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January, 2001

On my first reconnaissance in Hama I come across an alley with balcony overhangs. Eventually I discover that the museum I am looking for in an old Ottoman house is near this alley. The outside is uninviting, almost grim, but when I push open the door and pass through the ticket office I am in a courtyard shaded by a magnolia, huge, twisted and glossy-leaved. A fountain is in the centre and in a domed muralled recess cushions and a table set for coffee. I hear the sound of water: the unobtrusive guard has switched on the fountain. 

Up bare stone stairs is another open courtyard, sunny this time. Down one side are three rooms, with figures going about their business. One is a kitchen with a slatted ceiling and huge woven mats of raffia on the wall. At mantelpiece height, fretwork tilts out from the wall. There are two women figurines, one grinding and one spinning. The other two rooms are richer, with intricately painted walls, ceilings and cupboards. The window recesses, high up, are arched and barred with a stonework design at the top of the arch.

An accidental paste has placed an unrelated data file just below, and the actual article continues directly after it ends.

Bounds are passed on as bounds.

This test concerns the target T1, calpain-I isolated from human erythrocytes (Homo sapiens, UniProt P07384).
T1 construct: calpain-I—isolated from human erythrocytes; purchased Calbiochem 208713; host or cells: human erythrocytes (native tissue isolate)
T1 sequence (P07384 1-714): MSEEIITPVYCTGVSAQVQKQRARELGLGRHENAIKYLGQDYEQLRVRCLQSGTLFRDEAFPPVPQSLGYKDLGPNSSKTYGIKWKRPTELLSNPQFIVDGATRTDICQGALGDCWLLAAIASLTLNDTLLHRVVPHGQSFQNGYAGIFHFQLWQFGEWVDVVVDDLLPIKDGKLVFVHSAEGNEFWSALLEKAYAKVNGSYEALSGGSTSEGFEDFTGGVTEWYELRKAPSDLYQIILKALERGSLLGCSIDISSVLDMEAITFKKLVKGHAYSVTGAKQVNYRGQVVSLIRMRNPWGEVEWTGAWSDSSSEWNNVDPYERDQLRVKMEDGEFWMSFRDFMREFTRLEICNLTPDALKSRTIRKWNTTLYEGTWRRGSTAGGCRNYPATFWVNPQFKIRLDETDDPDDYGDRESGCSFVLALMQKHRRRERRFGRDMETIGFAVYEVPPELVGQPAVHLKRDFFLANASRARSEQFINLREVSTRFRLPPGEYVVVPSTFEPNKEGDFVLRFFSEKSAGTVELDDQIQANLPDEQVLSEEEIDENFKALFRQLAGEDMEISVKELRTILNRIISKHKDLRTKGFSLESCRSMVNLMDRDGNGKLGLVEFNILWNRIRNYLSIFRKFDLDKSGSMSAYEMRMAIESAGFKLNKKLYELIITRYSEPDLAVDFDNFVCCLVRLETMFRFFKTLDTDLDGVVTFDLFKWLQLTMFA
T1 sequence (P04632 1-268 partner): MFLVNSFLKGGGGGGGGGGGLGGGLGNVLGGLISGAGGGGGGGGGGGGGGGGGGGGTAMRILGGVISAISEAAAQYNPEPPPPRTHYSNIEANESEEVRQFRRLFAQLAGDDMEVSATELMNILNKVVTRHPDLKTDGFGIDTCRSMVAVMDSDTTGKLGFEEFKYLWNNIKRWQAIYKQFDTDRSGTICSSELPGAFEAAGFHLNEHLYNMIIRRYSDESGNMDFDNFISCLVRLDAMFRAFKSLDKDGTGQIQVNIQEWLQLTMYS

I clomp the vestiges of yesterday’s mud onto the marble floors as I cross the courtyard. Here the area is pillared and domed, each marble pillar with a different decorative base.  A flat ceiling is richly painted and carved, and so are casement shutters and the dome. When the guard sees me trying to photograph the ceiling he disappears and comes back with a wooden door which he places on the floor, and indicates that I should lie on it to photograph.

Downstairs again, I come across the hammam: couches and cylindrical openings in the domed roof to let in the light. Modern-looking cupboards are full of modern-looking hammam wear.

I leave, delighted with the treasures hidden behind an unprepossessing door. 

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As far as I can tell this palace is undamaged.